MR. MCCURRY: -- believe going under -- you know, now under discussion with the staff on the Hill ways that we could meet these targets in an effective way so that we don't jeopardize our ability to reach a fundamental compromise on all the issues that will be necessary to resolving the budget impasse.

Q: Is it fair to say you were trying to make sure the continuing resolution doesn't prejudice the outcome?

MR. MCCURRY: Yes, that's correct -- in other words, a so-called "clean" resolution, as some people refer to it.

Q: Are you saying the President would veto anything that falls short of his request for an across-the-board -- across-the-board --

MR. MCCURRY: I'm saying that we -- we need a good-faith continuing resolution that allows both the Congress and the President time to negotiate their underlying fundamental differences on the budget. And that the President believes, and those doing the negotiating believe, that ought to be achievable; that it won't be achievable if the Congress insists on things that the President has already said are clearly unacceptable.

Q: Are you also exploring ways to keep the government operating in case you don't get the cooperation you want from Congress, ways to continue spending through executive action?

MR. MCCURRY: Well, I'm not going to speculate on that. The question is whether or not the government defaults at the end of the day. And the President clearly thinks that's a bad idea, thinks that anyone who understands America's place in the world economy would understand that's a bad idea. And it's hard to imagine, in the President's view, that anyone would threaten to put the United States government and the people of the United States in that precarious position.

Q: Let me -- if I can rephrase the question. Would the President find it advisable to try -- since the default would, the President believes, be so clearly not in the interest of the U.S. government, would he attempt to protect the standing of the U.S. by acting through executive order to keep the government operating minus the cooperation of Congress?

MR. MCCURRY: Well, there -- the President will try to protect the safety and security of the American people as best he can, given whatever tools are available to him as they come from Congress. The best way is clearly full appropriations bills and passed in a timely manner; absent that, a continuing resolution that allows time for that type of overall budget compromise to be reached. The rest of what the details look like are at this point pretty speculative until we get some sense of how the Hill and the White House negotiators are going to resolve some of the issues.

Q: -- complete the report that was being prepared for the President from each agency on what is a essential --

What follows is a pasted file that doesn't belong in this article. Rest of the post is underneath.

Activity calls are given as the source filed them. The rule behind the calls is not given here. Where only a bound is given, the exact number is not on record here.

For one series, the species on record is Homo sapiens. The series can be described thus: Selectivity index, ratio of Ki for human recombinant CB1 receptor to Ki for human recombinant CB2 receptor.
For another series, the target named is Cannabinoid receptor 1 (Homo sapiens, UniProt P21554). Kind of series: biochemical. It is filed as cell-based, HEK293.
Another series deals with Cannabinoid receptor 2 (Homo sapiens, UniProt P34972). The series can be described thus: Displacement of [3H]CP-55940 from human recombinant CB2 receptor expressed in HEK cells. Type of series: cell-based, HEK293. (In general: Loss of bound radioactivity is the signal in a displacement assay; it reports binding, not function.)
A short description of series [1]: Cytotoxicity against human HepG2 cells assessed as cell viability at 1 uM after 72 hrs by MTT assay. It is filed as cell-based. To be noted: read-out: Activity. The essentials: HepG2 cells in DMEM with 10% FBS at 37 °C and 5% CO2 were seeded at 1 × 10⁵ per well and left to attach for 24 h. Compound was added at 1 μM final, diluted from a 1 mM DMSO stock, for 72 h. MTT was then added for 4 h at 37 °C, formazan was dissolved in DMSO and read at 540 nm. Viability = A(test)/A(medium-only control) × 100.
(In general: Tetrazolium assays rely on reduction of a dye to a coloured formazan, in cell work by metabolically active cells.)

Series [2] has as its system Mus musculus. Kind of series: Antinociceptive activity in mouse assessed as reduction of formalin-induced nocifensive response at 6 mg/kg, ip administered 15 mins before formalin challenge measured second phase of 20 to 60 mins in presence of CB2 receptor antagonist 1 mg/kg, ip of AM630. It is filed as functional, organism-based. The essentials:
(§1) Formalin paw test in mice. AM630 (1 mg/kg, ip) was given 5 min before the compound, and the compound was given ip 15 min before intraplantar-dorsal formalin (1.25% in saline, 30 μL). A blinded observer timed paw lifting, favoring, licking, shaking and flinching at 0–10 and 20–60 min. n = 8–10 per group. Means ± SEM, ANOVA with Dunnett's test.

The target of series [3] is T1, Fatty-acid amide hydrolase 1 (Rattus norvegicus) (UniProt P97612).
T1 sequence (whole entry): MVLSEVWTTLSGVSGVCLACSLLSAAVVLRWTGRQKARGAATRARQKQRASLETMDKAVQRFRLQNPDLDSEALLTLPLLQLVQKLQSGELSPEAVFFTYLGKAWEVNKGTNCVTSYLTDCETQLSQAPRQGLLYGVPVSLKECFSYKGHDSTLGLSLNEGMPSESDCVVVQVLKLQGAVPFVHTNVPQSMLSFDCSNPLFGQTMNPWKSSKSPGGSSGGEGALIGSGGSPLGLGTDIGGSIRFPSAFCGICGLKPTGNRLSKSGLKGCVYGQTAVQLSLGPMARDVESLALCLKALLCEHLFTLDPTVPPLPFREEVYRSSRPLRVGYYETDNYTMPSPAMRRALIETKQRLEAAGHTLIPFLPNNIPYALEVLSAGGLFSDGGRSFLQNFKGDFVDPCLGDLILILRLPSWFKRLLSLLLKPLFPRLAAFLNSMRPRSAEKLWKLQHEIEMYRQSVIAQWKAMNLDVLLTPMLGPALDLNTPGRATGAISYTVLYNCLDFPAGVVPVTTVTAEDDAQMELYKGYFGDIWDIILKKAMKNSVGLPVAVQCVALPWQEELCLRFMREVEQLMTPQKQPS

MR. MCCURRY: Shutdown plan?

Q: Yes. The shutdown plan.

MR. MCCURRY: I don't know the answer to that. I suspect so because some had come in at the point of the deadline that OMB had suggested to agencies. We need to check on that. I can report back to you on that tomorrow. But I know that they've been working through some of those plans.

Q: Mike, would you say that the negotiations of the last four days or so minus the weekend have been going better? Has there been progress? How would you characterize the talks between your staff and the Capitol staff?

MR. MCCURRY: I'd say based on Mr. Panetta's sense of his meeting with the two congressional appropriations chairs that there's been progress.

Q: How would you characterize the talks?

MR. MCCURRY: I said that there's been progress in those talks.

Q: I mean, are they -- are they -- not only been progress, but would you say that they're getting down to some real business, and there's not any kind of angry animosity going on there, or how would you describe them?

MR. MCCURRY: I would say that there's a seriousness of purpose and understands that there are real fundamental differences that underlie the positions of the Republican majority and the President. But there's a good-faith effort on the part of the White House to attempt to resolve those differences so that we can move ahead. From the Republican majority, it's not entirely clear, based on public statements of some of the leadership, which direction they want to go at this point. In fact, there's some troubling indicators as we saw over the weekend.

Q: So you don't have a resolution yet or you don't know --

MR. MCCURRY: -- as of now, to my knowledge, we have not been able to resolve those issues on a CR.

Q: Do you have late-breaking Bosnia news, Mike?

MR. MCCURRY: Let's go -- we'll come back to that. Let me read this for a second and keep going.

Q: Is it accurate to say, then, the only outlying issue is the spending formula, because there is -- (inaudible) -- legislative riders attached -- (inaudible) -- agreement not to have any non-germane riders attached?

MR. MCCURRY: Well, I don't want to -- the substance and shape of any agreement on the continuing resolution, I'll leave to those who are doing the negotiating. But we believe it ought to be possible to achieve this week, prior to the end of the fiscal year, on the type of measure that the President would be able to live with that gives us the additional time to begin addressing the real issue, which is how are we going to write a budget that reaches the President's goal and the Congress's goal of a balanced budget and does so without exacting the type of price that the President has suggested is unacceptable.